French cement maker Lafarge 'made deals with IS group in Syria'
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French cement maker Lafarge entered into deals with armed groups in Syria, including the Islamic State (IS) group, in order to protect its business interests in the country, French daily Le Monde reported Tuesday.
According to the French newspaper, between 2013 and 2014 Lafarge paid taxes to IS group middlemen and negotiated safe passage for its trucks and employees in order to continue its operations in northern Syria.
Lafarge, the world's leader in construction materials, did not respond to queries from AFP over the allegations, saying only that its "absolute priority has always been ensuring the safety and security of its staff".
At the heart of the "murky deals" alleged by Le Monde is a cement works that Lafarge bought in 2007 some 150 kilometres (95 miles) northeast of Aleppo.
The Jalabiya cement works went into operation in 2010, a year before the start of Syria's ongoing civil war.
"Until 2013, production kept up despite the growing instability in the region due to the civil war," the French daily wrote.
In 2013, the IS group – then known as the Islamic State in Iraq and Syria (ISIS) – began taking control of towns and roads around the factory.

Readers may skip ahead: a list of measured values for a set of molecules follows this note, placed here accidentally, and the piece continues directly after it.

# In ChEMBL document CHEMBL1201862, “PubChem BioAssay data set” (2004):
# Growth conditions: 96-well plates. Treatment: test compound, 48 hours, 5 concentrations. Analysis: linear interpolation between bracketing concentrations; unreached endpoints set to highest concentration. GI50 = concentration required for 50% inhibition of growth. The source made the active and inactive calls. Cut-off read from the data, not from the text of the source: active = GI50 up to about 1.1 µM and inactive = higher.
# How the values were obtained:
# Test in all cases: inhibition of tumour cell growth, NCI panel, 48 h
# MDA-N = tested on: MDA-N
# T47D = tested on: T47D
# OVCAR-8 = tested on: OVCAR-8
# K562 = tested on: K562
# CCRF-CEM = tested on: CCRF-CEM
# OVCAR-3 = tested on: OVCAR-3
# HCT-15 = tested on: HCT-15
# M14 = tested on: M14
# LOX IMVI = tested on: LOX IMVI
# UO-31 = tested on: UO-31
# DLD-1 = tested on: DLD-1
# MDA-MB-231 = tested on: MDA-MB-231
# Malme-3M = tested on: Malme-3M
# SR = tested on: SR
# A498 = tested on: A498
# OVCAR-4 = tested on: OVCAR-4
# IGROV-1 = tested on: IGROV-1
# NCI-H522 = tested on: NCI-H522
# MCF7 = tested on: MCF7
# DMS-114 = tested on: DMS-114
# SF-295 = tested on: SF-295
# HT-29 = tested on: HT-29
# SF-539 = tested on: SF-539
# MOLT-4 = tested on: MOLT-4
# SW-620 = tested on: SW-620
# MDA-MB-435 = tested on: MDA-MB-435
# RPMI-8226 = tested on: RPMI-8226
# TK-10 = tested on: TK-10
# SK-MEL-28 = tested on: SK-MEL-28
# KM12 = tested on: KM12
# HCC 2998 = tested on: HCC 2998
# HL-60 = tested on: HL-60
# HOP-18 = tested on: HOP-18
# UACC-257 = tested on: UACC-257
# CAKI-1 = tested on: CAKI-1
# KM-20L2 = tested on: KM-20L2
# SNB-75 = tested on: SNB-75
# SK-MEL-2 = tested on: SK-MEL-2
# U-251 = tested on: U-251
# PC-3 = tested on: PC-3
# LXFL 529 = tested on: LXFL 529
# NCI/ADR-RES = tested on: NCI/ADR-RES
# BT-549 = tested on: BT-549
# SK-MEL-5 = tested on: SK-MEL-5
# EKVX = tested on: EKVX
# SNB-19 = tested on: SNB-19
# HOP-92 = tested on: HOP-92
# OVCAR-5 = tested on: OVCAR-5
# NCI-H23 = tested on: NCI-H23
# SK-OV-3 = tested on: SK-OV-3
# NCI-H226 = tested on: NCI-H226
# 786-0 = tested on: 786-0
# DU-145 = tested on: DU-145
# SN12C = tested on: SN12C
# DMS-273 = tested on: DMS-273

Le Monde reported it had seen emails sent by Lafarge managers in Syria "revealing arrangements that Lafarge made with the jihadist group to continue production until September 19, 2014".
It was on this date that the IS group took over the site and Lafarge halted all activity.
IS group stamp
In one case Lafarge – seeking access to its factory for workers and supplies – sent a man named Ahmad Jaloudi on a mission "to get permission from IS group to let employees past checkpoints".
According to Le Monde, the letters show that Lafarge's Paris headquarters was aware of the arrangements.
In another case a "pass stamped with an IS group stamp and endorsed by the (group's) finance chief in the Aleppo region" proves the company had struck a deal with IS group to allow for free circulation of its goods, the newspaper reported.
In order to keep making cement Lafarge bought licences from and paid taxes to IS group middle-men and oil traders, the newspaper alleged.
Lafarge – which in 2015 merged with Swiss cement maker Holcim – confirmed to AFP it had owned the Jalabiya cement works "between 2010 and 2014", but did not directly address the allegations.
"When fighting came closer to the factory, Lafarge's absolute priority was ensuring the safety and security of its staff while the closure of the factory was being studied," the company said.
IS group militants were driven out of the Jalabiya area by Kurdish forces in February 2015.
According to Le Monde, the site is now used as a base for US, French and British special forces that support the Kurds in their fight against the jihadists.
(FRANCE 24 with AFP)